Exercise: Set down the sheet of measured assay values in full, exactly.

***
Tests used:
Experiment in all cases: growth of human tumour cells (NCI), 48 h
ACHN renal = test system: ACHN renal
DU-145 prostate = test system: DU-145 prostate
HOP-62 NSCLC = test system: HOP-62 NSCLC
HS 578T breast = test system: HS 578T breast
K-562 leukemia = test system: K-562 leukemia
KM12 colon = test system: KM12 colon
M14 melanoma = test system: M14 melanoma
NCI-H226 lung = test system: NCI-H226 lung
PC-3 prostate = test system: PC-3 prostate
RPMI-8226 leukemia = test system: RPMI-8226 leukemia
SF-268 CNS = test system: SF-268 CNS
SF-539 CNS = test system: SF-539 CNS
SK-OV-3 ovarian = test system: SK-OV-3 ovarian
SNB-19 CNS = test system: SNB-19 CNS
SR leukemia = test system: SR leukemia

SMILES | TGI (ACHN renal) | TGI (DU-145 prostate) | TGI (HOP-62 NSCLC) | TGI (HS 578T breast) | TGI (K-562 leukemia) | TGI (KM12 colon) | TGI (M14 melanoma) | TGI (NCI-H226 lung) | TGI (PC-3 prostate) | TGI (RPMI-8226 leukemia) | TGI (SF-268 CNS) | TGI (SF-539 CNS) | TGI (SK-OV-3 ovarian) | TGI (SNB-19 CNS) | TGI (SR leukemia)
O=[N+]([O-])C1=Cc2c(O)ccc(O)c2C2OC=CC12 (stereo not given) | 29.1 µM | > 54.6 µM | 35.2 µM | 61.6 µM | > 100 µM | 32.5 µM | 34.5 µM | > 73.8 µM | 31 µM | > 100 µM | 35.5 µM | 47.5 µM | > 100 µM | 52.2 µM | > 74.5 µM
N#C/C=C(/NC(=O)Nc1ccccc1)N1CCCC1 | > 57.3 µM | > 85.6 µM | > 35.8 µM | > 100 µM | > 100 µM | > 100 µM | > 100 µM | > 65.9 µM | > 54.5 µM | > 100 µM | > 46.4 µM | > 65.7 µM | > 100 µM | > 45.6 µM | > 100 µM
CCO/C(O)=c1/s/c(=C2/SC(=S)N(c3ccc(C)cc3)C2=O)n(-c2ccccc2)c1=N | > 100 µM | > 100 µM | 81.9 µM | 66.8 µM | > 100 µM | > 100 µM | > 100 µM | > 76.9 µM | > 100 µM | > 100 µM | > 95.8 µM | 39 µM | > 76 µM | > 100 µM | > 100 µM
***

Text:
Tests used:
Experiment in all cases: growth of human tumour cells (NCI), 48 h
ACHN renal = test system: ACHN renal
DU-145 prostate = test system: DU-145 prostate
HOP-62 NSCLC = test system: HOP-62 NSCLC
HS 578T breast = test system: HS 578T breast
K-562 leukemia = test system: K-562 leukemia
KM12 colon = test system: KM12 colon
M14 melanoma = test system: M14 melanoma
NCI-H226 lung = test system: NCI-H226 lung
PC-3 prostate = test system: PC-3 prostate
RPMI-8226 leukemia = test system: RPMI-8226 leukemia
SF-268 CNS = test system: SF-268 CNS
SF-539 CNS = test system: SF-539 CNS
SK-OV-3 ovarian = test system: SK-OV-3 ovarian
SNB-19 CNS = test system: SNB-19 CNS
SR leukemia = test system: SR leukemia

SMILES | TGI (ACHN renal) | TGI (DU-145 prostate) | TGI (HOP-62 NSCLC) | TGI (HS 578T breast) | TGI (K-562 leukemia) | TGI (KM12 colon) | TGI (M14 melanoma) | TGI (NCI-H226 lung) | TGI (PC-3 prostate) | TGI (RPMI-8226 leukemia) | TGI (SF-268 CNS) | TGI (SF-539 CNS) | TGI (SK-OV-3 ovarian) | TGI (SNB-19 CNS) | TGI (SR leukemia)
O=[N+]([O-])C1=Cc2c(O)ccc(O)c2C2OC=CC12 (stereo not given) | 29.1 µM | > 54.6 µM | 35.2 µM | 61.6 µM | > 100 µM | 32.5 µM | 34.5 µM | > 73.8 µM | 31 µM | > 100 µM | 35.5 µM | 47.5 µM | > 100 µM | 52.2 µM | > 74.5 µM
N#C/C=C(/NC(=O)Nc1ccccc1)N1CCCC1 | > 57.3 µM | > 85.6 µM | > 35.8 µM | > 100 µM | > 100 µM | > 100 µM | > 100 µM | > 65.9 µM | > 54.5 µM | > 100 µM | > 46.4 µM | > 65.7 µM | > 100 µM | > 45.6 µM | > 100 µM
CCO/C(O)=c1/s/c(=C2/SC(=S)N(c3ccc(C)cc3)C2=O)n(-c2ccccc2)c1=N | > 100 µM | > 100 µM | 81.9 µM | 66.8 µM | > 100 µM | > 100 µM | > 100 µM | > 76.9 µM | > 100 µM | > 100 µM | > 95.8 µM | 39 µM | > 76 µM | > 100 µM | > 100 µM